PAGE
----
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[GOL] LiamD Apr 2, 2016 @ 2:40am
Linux & SteamOS?
Hey guys, liam from https://www.gamingonlinux.com. Just wondering if there are any plans for the game to come to Linux?
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Showing 31-45 of 58 comments
glub ♥Linux Apr 5, 2016 @ 1:58am 
I have a serious question: how hard would it be to swap the middlewares you used that are not Linux compatible?
Are there more low level scripts you used besides Robert Cupisz’ Light Shafts implementation[github.com] and Fluidity[www.assetstore.unity3d.com]?

You make it sound like it would be a possibility to rewrite part of the code to be more crossplatform oriented, and I'm curious to know how far from the truth that statement actually is. ;)

I'm also sad to see that you're giving Occulus Rift the headstart, as opposed to the HTC Vive, which seems to be more open in comparison, and doesn't support Windows only.

(_)
Last edited by glub ♥Linux; Apr 5, 2016 @ 1:59am
pommak  [developer] Apr 5, 2016 @ 6:09am 
Wow, thanks for the overwhelming response! I think we really need to start planning how to bring the game for Linux. Unfortunately our launch is way too soon so that we could hit the linux/steamos(/osx) support at the same time with Windows, but it's definitely something I'll start working after the launch rush is behind us.

I'm not aware of how well Unity handles OpenGL 4+ support these days, but I'm a bit skeptical about it until I've tried it myself. Cupisz' Light Shafts should work straight from the box, Fluidity probably not but it's used only for cosmetic things and I can quite easily do an alternative version of fluid visuals for OpenGL/DX9 (in case OpenGL4 doesn't work as expected).

Our custom effect shaders cause bigger problems as these can be very complex fragment shaders that rely heavily on dynamic branching and unrollable loops. Some of these shaders make a vital part of the game and cannot be replaced with any alternative effects. We haven't shared much of these parts to public yet (we want to keep some things as a secret until the launch;) but you can check the ending of the gameplay trailer to get an idea of what I'm talking about here.

Since it's almost a decade I've used Linux on desktop (I guess Raspberry doesn't count..) can I ask for tips what would be an easiest way for us to test the Linux port? Are there any usb stick images that would allow us to test the game easily on various hardware? Or should we get a SteamOS box and use that for testing? We want to make sure it really works on and is the sort of quality we can proudly stand behind.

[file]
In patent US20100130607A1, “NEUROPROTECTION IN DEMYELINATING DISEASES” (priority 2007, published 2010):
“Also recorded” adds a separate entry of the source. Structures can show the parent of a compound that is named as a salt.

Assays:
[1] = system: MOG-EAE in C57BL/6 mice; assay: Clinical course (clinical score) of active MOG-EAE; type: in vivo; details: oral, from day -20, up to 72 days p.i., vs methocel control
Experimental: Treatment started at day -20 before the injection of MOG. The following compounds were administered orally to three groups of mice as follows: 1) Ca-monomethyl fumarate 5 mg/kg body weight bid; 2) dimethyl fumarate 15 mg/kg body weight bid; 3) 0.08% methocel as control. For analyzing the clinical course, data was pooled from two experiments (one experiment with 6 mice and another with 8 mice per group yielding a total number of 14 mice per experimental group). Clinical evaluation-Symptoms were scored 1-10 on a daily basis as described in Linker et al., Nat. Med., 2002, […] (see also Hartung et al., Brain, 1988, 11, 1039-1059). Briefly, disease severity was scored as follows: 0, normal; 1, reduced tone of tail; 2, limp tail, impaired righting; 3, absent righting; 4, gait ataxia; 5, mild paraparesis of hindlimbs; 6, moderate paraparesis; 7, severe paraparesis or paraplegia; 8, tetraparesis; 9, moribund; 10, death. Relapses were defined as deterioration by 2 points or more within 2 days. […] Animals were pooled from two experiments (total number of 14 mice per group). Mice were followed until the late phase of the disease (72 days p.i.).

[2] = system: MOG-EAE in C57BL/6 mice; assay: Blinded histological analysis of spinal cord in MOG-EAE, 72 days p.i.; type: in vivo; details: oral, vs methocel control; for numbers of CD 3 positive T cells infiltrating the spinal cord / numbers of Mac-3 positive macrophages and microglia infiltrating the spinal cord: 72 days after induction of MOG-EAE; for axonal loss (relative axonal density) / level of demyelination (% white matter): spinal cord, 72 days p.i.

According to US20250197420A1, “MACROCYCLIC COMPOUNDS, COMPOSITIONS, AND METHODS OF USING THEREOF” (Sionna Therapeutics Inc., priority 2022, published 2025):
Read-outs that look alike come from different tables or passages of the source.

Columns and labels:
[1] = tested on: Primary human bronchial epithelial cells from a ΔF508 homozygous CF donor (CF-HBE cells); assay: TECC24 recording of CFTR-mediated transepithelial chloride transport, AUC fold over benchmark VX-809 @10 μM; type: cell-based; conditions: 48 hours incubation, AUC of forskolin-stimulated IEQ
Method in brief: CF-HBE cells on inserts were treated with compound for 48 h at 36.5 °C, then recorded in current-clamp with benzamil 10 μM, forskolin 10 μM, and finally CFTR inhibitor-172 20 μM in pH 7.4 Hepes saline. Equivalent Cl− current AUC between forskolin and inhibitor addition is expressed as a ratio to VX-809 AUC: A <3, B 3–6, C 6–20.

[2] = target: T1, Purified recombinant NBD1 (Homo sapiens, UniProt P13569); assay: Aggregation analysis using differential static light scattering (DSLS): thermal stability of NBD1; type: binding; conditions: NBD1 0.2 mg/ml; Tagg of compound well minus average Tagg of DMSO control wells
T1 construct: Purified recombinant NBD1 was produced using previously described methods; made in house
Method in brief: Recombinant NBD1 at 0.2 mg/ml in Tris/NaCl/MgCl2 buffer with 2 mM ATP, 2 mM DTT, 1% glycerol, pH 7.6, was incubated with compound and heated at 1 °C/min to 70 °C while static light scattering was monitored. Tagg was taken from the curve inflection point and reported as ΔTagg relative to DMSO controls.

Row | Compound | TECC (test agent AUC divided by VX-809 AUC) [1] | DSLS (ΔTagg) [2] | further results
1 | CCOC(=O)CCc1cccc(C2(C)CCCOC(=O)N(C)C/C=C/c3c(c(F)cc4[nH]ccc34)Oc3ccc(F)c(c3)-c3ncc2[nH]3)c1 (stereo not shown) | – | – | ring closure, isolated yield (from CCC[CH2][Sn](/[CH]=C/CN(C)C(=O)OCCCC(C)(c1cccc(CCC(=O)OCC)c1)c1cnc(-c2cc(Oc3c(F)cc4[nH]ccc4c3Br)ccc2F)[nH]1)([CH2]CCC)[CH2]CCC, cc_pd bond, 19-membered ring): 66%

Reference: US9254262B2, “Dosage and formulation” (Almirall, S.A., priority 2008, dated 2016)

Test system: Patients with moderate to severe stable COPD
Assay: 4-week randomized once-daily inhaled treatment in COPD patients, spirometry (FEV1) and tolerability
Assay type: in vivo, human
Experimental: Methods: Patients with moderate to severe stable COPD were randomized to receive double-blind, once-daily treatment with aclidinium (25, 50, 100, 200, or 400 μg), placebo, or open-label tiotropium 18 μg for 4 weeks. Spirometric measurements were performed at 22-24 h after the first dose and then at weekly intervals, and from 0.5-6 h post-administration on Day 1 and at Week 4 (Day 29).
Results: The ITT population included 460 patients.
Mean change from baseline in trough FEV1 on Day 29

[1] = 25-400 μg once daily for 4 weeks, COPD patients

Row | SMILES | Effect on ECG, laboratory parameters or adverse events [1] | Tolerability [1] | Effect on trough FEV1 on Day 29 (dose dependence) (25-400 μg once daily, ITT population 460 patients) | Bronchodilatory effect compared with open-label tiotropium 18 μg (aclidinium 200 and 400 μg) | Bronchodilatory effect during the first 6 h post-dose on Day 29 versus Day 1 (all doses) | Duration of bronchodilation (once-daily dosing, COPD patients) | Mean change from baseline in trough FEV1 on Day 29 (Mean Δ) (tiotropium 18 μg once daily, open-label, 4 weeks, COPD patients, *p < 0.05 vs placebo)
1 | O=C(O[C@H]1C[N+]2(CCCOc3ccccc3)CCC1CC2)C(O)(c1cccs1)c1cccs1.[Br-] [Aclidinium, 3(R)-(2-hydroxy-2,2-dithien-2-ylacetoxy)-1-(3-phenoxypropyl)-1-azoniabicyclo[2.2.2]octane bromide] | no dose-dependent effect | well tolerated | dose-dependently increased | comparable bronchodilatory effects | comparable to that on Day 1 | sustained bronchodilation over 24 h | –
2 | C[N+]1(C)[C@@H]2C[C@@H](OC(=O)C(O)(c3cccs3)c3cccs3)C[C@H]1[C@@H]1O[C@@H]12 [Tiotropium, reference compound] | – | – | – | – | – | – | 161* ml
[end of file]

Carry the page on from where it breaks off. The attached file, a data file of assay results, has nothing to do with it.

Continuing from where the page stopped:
Xpander Apr 5, 2016 @ 7:07am 
i guess you need SteamOS and Ubuntu for testing, those are the most used ones.
you can have dualboot with windows at least with Ubuntu, so just need have some space for Ubuntu installation

edit:

this might help: http://www.everydaylinuxuser.com/2015/11/how-to-install-ubuntu-linux-alongside.html
Last edited by Xpander; Apr 5, 2016 @ 7:08am
TinMan1325 Apr 5, 2016 @ 9:13am 
Originally posted by pommak:
Are there any usb stick images that would allow us to test the game easily on various hardware?
https://unetbootin.github.io/
http://www.linuxliveusb.com/en/download

These programs will allow you to use your own .img files or there's even a dropdown menu with a list of various Linux distros you can choose and it will download them for you and then it will create a bootable live usb for you
[GOL] LiamD Apr 5, 2016 @ 9:32am 
Ideally, test against Ubuntu and SteamOS, don't really worry about the other distributions.

You could setup a box for it, or dual-boot alongside Windows on a PC you already have.
glub ♥Linux Apr 5, 2016 @ 9:48am 
Thanks for the kind reply pommak. Wishing you the best.

Personally, I use YUMI to store several Linux distros on a single USB keys.
http://www.pendrivelinux.com/yumi-multiboot-usb-creator/